Urgent need: OneBlood calls for recovered COVID-19 patients to donate convalescent plasma

With the surge of coronavirus cases in Florida comes the need for a greater demand of convalescent plasma donors. One Blood is making a call to action asking those people who have recovered from COVID-19 to help out others battling the virus in a hospital.
With the surge of coronavirus cases in Florida comes the need for a greater demand of convalescent plasma donors. One Blood is making a call to action asking those people who have recovered from COVID-19 to help out others battling the virus in a hospital.

ORLANDO, Fla. – With the surge of coronavirus cases in Florida comes the need for a greater demand of convalescent plasma donors. One Blood is making a call to action asking those people who have recovered from COVID-19 to help out others battling the virus in a hospital.

“There is an urgent need, we have put out the all call. It is all hands on deck at One Blood,” said Susan Forbes, senior VP of corporate communications for One Blood. “Right now, One Blood is experiencing over a 500% increase in demands in orders from hospitals throughout our service area.”

Forbes said it’s an extraordinary scene at the organization, which is in dire need of convalescent plasma donors. Forbes said they’ve collected thousands of convalescent plasma donations since April, but because there is a surge in COVID-19 cases and hospitals are now providing convalescent plasma earlier in treatment than they were in April, usage has reached new heights.

“It’s literally a revolving door here. As quickly as the orders come in, they are being processed, tested and out the door to a hospital,” she said. “To be eligible to be a convalescent plasma donor, you have to have either a confirmed positive test from a lab or a hospital and be 14 days symptom-free.”

The process takes 30 minutes from the time a person starts to donate.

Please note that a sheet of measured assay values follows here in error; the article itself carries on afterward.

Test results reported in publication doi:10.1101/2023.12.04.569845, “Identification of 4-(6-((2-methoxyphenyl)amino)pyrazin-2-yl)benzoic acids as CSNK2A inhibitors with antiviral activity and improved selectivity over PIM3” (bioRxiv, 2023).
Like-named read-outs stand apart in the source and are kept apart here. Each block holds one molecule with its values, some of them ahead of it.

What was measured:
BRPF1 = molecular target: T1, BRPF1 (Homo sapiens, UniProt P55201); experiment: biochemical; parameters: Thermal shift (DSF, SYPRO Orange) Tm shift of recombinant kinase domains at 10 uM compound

The need for blood and plasma is more urgent than it has ever been in recent history.
The need for blood and plasma is more urgent than it has ever been in recent history.

“Donating plasma is just like donating blood. When you leave, what we’ve collected is your plasma and it’s an automated process that collects all of your blood components, but it is separated in a machine,” Forbes said. “It’s a very simple process and, you know, when you leave here, you know that you’ve done something extraordinary for your community in helping save somebody’s life.”

In April, Kevin Rathel was the first patient in the Southeast to receive this type of treatment. His wife said he had been on life support and no other treatments seemed to have work until he received convalescent plasma.

“You are able to donate plasma every 28 days. So, please make it a habit and come back in 28 days from now. There is no end in sight of this at the moment so we will be collecting convalescent plasma for the foreseeable future,” Forbes said. “If you’re not able to do the plasma donation, then we will do what is known as the whole blood donation and we’re able to get one transfusable unit of plasma from a whole blood donation.”

The minimum age to donate is 16 years old and you must have the consent of a parent or guardian. One Blood also does antibody testing when you donate blood. If your result is positive, you could be a potential convalescent plasma donor.

To register to become a convalescent plasma donor, visit oneblood.org.


About the Author:

Carolina Cardona highlights all Central Florida has to offer in her stories on News 6 at Nine. She joined News 6 in June 2018 from the Telemundo station in Philadelphia.